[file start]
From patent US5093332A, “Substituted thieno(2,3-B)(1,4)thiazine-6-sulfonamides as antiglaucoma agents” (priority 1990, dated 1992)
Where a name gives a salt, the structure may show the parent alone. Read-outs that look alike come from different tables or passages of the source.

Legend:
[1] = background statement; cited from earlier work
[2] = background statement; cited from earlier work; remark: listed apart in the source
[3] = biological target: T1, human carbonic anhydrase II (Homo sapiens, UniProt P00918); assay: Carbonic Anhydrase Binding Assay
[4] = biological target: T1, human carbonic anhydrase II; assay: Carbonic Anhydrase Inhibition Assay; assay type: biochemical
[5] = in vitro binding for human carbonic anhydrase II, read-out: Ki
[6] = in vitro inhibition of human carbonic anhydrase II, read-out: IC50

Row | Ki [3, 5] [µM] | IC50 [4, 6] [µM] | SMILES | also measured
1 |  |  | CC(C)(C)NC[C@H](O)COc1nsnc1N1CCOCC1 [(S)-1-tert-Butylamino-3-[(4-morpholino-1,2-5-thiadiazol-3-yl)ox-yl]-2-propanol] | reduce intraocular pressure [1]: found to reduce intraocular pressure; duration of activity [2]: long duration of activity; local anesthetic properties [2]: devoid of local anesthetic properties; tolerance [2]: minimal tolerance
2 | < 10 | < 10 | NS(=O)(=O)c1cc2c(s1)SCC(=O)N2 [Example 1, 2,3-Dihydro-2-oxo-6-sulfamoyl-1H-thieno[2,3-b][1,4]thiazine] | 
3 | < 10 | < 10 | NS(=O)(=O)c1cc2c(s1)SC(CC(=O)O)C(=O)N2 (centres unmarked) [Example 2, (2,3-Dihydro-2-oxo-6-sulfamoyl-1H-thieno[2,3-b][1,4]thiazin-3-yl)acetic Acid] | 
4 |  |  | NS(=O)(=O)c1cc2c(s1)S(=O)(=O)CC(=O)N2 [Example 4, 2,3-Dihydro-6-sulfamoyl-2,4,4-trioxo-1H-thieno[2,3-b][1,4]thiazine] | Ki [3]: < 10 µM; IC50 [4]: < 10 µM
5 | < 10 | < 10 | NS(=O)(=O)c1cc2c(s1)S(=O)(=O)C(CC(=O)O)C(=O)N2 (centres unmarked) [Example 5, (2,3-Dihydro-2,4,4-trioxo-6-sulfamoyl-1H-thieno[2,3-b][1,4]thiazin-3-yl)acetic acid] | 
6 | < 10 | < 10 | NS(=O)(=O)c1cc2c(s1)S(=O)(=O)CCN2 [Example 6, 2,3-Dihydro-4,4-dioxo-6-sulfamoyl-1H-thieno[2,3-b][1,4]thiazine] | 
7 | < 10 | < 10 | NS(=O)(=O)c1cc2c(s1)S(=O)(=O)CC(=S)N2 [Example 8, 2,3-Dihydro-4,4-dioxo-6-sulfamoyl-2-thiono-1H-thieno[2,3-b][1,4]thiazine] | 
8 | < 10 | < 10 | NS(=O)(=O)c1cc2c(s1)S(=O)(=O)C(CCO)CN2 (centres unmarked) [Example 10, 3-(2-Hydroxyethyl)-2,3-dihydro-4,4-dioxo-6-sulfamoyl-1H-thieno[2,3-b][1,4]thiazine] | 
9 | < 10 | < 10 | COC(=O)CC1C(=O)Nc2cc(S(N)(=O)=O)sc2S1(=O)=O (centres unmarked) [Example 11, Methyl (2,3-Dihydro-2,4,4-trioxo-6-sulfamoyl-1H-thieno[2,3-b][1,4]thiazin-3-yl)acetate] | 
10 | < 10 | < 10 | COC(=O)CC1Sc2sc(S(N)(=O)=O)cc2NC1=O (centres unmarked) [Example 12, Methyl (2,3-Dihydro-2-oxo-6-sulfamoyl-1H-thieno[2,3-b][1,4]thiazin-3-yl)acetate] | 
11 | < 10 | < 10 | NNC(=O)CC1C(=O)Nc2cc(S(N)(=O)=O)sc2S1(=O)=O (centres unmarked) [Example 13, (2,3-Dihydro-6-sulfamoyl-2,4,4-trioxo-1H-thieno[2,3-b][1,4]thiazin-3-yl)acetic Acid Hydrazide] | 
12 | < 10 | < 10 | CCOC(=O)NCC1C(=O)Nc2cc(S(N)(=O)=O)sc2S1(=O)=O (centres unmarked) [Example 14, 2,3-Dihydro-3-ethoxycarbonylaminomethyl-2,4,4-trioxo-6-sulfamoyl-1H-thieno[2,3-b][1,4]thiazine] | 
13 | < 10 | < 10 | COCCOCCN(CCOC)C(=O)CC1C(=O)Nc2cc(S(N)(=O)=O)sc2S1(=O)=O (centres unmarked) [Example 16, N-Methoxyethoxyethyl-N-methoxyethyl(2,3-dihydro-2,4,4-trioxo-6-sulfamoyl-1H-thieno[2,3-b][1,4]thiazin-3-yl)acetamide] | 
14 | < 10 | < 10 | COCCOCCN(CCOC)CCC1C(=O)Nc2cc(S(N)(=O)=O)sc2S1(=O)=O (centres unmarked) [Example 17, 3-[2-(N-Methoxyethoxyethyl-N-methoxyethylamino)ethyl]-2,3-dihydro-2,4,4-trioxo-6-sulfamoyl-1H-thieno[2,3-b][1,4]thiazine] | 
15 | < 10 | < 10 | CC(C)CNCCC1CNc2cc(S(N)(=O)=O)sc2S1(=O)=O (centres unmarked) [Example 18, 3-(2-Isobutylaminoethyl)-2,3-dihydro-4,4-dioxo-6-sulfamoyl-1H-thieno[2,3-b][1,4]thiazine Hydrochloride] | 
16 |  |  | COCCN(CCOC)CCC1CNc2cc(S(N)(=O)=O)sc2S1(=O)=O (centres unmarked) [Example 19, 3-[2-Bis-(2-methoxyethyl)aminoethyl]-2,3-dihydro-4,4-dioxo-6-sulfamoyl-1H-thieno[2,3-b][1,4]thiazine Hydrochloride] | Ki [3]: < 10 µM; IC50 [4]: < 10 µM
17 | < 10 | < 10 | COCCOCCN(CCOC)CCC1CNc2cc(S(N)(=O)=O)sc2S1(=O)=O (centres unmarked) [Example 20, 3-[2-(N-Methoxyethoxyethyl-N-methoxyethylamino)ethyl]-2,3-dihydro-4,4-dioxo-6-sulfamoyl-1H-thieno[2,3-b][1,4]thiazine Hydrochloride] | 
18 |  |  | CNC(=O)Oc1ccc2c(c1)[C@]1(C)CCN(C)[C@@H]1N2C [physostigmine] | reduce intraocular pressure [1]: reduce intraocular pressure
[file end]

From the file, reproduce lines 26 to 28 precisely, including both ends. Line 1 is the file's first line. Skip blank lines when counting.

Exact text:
16 |  |  | COCCN(CCOC)CCC1CNc2cc(S(N)(=O)=O)sc2S1(=O)=O (centres unmarked) [Example 19, 3-[2-Bis-(2-methoxyethyl)aminoethyl]-2,3-dihydro-4,4-dioxo-6-sulfamoyl-1H-thieno[2,3-b][1,4]thiazine Hydrochloride] | Ki [3]: < 10 µM; IC50 [4]: < 10 µM
17 | < 10 | < 10 | COCCOCCN(CCOC)CCC1CNc2cc(S(N)(=O)=O)sc2S1(=O)=O (centres unmarked) [Example 20, 3-[2-(N-Methoxyethoxyethyl-N-methoxyethylamino)ethyl]-2,3-dihydro-4,4-dioxo-6-sulfamoyl-1H-thieno[2,3-b][1,4]thiazine Hydrochloride] | 
18 |  |  | CNC(=O)Oc1ccc2c(c1)[C@]1(C)CCN(C)[C@@H]1N2C [physostigmine] | reduce intraocular pressure [1]: reduce intraocular pressure